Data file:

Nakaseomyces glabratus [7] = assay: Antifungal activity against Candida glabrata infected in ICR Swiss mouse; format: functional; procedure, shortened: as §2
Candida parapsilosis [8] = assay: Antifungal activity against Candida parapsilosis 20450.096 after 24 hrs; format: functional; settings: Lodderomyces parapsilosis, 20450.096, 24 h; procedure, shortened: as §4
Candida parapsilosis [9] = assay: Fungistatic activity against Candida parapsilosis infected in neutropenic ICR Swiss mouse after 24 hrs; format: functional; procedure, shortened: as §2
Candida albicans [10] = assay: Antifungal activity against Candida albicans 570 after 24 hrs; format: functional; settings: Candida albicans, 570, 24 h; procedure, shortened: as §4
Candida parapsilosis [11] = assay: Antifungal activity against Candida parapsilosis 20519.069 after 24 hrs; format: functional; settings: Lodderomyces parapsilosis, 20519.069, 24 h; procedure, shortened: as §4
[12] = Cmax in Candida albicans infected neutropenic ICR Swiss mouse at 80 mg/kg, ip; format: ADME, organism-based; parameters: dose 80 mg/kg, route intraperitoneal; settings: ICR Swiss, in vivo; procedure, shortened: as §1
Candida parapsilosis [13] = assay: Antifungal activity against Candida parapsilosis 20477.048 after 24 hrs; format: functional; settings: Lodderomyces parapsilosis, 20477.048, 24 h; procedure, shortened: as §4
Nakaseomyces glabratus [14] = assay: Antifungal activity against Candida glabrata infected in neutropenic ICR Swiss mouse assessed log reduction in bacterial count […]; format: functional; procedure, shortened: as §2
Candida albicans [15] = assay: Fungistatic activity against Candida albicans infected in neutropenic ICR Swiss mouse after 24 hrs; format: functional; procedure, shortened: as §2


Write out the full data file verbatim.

Nakaseomyces glabratus [7] = assay: Antifungal activity against Candida glabrata infected in ICR Swiss mouse; format: functional; procedure, shortened: as §2
Candida parapsilosis [8] = assay: Antifungal activity against Candida parapsilosis 20450.096 after 24 hrs; format: functional; settings: Lodderomyces parapsilosis, 20450.096, 24 h; procedure, shortened: as §4
Candida parapsilosis [9] = assay: Fungistatic activity against Candida parapsilosis infected in neutropenic ICR Swiss mouse after 24 hrs; format: functional; procedure, shortened: as §2
Candida albicans [10] = assay: Antifungal activity against Candida albicans 570 after 24 hrs; format: functional; settings: Candida albicans, 570, 24 h; procedure, shortened: as §4
Candida parapsilosis [11] = assay: Antifungal activity against Candida parapsilosis 20519.069 after 24 hrs; format: functional; settings: Lodderomyces parapsilosis, 20519.069, 24 h; procedure, shortened: as §4
[12] = Cmax in Candida albicans infected neutropenic ICR Swiss mouse at 80 mg/kg, ip; format: ADME, organism-based; parameters: dose 80 mg/kg, route intraperitoneal; settings: ICR Swiss, in vivo; procedure, shortened: as §1
Candida parapsilosis [13] = assay: Antifungal activity against Candida parapsilosis 20477.048 after 24 hrs; format: functional; settings: Lodderomyces parapsilosis, 20477.048, 24 h; procedure, shortened: as §4
Nakaseomyces glabratus [14] = assay: Antifungal activity against Candida glabrata infected in neutropenic ICR Swiss mouse assessed log reduction in bacterial count […]; format: functional; procedure, shortened: as §2
Candida albicans [15] = assay: Fungistatic activity against Candida albicans infected in neutropenic ICR Swiss mouse after 24 hrs; format: functional; procedure, shortened: as §2